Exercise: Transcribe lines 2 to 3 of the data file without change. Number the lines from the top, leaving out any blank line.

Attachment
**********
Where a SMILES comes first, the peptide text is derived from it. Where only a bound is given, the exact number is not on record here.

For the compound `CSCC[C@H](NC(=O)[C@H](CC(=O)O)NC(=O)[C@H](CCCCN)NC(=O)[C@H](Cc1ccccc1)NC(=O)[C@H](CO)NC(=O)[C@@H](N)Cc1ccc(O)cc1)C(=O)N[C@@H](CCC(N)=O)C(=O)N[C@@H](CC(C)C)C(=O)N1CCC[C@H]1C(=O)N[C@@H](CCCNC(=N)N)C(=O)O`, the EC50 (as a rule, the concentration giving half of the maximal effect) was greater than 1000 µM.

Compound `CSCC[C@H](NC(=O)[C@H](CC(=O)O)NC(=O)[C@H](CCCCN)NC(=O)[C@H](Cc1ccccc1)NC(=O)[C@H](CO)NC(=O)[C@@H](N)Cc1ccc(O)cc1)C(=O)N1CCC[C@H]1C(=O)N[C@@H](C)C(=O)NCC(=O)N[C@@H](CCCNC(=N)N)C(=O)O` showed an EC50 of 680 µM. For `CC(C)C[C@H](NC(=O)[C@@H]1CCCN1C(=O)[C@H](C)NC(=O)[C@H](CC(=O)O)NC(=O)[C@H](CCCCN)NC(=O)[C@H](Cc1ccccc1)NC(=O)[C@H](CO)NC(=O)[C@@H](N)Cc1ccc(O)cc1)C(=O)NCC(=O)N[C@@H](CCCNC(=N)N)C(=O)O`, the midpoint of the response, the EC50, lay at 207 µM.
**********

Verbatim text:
For the compound `CSCC[C@H](NC(=O)[C@H](CC(=O)O)NC(=O)[C@H](CCCCN)NC(=O)[C@H](Cc1ccccc1)NC(=O)[C@H](CO)NC(=O)[C@@H](N)Cc1ccc(O)cc1)C(=O)N[C@@H](CCC(N)=O)C(=O)N[C@@H](CC(C)C)C(=O)N1CCC[C@H]1C(=O)N[C@@H](CCCNC(=N)N)C(=O)O`, the EC50 (as a rule, the concentration giving half of the maximal effect) was greater than 1000 µM.

Compound `CSCC[C@H](NC(=O)[C@H](CC(=O)O)NC(=O)[C@H](CCCCN)NC(=O)[C@H](Cc1ccccc1)NC(=O)[C@H](CO)NC(=O)[C@@H](N)Cc1ccc(O)cc1)C(=O)N1CCC[C@H]1C(=O)N[C@@H](C)C(=O)NCC(=O)N[C@@H](CCCNC(=N)N)C(=O)O` showed an EC50 of 680 µM. For `CC(C)C[C@H](NC(=O)[C@@H]1CCCN1C(=O)[C@H](C)NC(=O)[C@H](CC(=O)O)NC(=O)[C@H](CCCCN)NC(=O)[C@H](Cc1ccccc1)NC(=O)[C@H](CO)NC(=O)[C@@H](N)Cc1ccc(O)cc1)C(=O)NCC(=O)N[C@@H](CCCNC(=N)N)C(=O)O`, the midpoint of the response, the EC50, lay at 207 µM.